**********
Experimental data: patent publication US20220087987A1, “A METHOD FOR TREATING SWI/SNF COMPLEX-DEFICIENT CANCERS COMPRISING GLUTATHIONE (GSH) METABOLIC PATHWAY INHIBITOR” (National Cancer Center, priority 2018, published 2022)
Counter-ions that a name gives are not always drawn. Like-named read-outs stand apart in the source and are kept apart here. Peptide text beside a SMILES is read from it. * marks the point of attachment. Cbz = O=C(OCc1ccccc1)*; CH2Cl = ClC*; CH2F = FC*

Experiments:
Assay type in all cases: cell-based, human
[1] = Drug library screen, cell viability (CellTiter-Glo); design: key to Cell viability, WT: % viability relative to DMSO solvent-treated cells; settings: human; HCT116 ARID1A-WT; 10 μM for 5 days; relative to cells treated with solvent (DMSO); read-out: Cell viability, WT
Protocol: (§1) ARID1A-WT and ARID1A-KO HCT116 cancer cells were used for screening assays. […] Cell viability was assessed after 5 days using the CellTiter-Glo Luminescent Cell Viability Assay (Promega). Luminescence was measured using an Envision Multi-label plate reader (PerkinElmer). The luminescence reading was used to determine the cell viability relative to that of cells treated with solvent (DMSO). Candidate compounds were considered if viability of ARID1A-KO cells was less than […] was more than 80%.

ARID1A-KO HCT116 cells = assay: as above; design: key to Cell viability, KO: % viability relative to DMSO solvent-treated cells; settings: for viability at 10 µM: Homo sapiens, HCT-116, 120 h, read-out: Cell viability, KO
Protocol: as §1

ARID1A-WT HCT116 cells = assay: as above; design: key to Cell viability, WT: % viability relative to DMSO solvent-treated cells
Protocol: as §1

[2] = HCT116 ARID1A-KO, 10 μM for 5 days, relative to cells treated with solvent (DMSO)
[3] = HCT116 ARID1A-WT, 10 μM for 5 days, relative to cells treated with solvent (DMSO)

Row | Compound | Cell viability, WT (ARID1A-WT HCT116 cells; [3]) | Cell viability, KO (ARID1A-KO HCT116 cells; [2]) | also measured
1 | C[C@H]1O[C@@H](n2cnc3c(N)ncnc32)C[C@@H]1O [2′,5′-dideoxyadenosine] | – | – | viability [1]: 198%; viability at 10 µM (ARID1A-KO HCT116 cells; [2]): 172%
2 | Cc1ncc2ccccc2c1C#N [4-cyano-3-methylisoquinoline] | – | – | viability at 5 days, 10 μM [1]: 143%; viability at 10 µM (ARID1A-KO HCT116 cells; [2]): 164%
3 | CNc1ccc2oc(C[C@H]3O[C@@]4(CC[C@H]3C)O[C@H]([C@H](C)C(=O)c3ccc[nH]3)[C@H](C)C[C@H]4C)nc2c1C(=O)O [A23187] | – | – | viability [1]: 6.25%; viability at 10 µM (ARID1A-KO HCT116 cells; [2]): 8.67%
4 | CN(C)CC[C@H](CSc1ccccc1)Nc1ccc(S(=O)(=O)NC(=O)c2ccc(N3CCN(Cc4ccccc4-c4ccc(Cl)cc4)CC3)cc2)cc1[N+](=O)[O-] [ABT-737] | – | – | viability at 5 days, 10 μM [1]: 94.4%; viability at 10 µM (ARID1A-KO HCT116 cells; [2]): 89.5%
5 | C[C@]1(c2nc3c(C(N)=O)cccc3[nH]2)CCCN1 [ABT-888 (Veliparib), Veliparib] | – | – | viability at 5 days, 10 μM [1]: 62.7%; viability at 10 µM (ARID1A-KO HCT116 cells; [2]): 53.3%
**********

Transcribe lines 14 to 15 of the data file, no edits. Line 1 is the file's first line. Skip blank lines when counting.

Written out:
1 | C[C@H]1O[C@@H](n2cnc3c(N)ncnc32)C[C@@H]1O [2′,5′-dideoxyadenosine] | – | – | viability [1]: 198%; viability at 10 µM (ARID1A-KO HCT116 cells; [2]): 172%
2 | Cc1ncc2ccccc2c1C#N [4-cyano-3-methylisoquinoline] | – | – | viability at 5 days, 10 μM [1]: 143%; viability at 10 µM (ARID1A-KO HCT116 cells; [2]): 164%